# Permutation of array.

Let $$E$$ be the set of the first $$x$$ even numbers and $$O$$ the set of the first $$y$$ odd numbers.

(1) How many permutations are there of the set $$E \cup O$$? I think that's just $$(x+y)!$$.

(2) How many permutations are there such that the last element of $$E$$ appears at an odd position?

Examples.

$$[1,2,3,4,5]$$ doesn't count since $$4$$ occurs at position $$4$$.

$$[4,1,2]$$ counts since $$2$$ is at position $$3$$.

$$[2,1,5,3]$$ counts since $$2$$ is at position $$1$$.

Original post:

Suppose we have an array of length z. Which consists of x different even numbers and y different odd numbers. So $$x \in [2_1,4_2,6_3 \dots (2n)_x]$$ and $$y \in [1_1,3_2,5_3 \dots (2n+1)_y]$$

So z = x+y.

We also know that x => 1 always applies.

1st question: How many different arrays of length z there are. That should be exactly $$z!$$ many or?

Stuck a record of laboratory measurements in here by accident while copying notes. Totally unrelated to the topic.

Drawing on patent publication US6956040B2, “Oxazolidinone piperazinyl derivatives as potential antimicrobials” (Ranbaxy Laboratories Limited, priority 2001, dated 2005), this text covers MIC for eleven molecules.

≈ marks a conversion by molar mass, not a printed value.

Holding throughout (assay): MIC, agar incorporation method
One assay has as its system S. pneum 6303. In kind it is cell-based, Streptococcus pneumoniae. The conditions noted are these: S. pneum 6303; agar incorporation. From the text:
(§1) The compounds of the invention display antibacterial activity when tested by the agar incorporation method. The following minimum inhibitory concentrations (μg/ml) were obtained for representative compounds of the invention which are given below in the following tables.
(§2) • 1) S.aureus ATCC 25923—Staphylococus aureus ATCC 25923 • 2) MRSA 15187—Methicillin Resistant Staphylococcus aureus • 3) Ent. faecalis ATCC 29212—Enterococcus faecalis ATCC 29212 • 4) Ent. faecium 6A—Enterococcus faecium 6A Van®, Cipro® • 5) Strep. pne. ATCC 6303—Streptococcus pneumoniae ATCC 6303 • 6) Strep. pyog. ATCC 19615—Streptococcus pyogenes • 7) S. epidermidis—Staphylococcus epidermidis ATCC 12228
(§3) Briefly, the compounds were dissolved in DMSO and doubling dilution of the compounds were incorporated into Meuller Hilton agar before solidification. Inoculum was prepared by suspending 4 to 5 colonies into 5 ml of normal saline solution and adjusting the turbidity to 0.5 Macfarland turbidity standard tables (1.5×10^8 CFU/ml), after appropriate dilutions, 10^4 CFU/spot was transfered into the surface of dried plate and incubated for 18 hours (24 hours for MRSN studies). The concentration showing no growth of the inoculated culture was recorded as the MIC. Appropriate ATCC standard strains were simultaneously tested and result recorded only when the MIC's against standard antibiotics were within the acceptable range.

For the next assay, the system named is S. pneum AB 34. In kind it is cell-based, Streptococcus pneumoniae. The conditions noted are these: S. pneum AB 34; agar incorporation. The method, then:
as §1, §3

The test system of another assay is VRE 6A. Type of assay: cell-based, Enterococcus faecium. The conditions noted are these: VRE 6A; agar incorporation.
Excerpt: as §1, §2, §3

2nd question: How many different arrays are there so that the last even number in the array is on an odd index. (The array in this example starts with index 1)

Examples:

1) [1,2,3,4,5] This array has length 5. The last even number in the array is 4 and has index 4 in the array, so we don't count such an array.

2) [52,3,14]. The last even number in this array is 14 and has index 3. So such an array counts towards it.

3) [52,3,5,7]. The last even number in this array is 52 and has index 1. So such an array counts towards it.

• For your first question, shouldn't there be an endless amount of ways to create an array of length $z$ with $x\geq1$ even numbers and $y=z-x$ odd numbers? For example, take $z=3$, then we can take the arrays $[1,3,2],[1,3,4],[1,3,6],[1,3,8],\cdots$ which is an endless list of arrays of length 3 with at least one even number. – gd1035 Nov 24 '18 at 20:05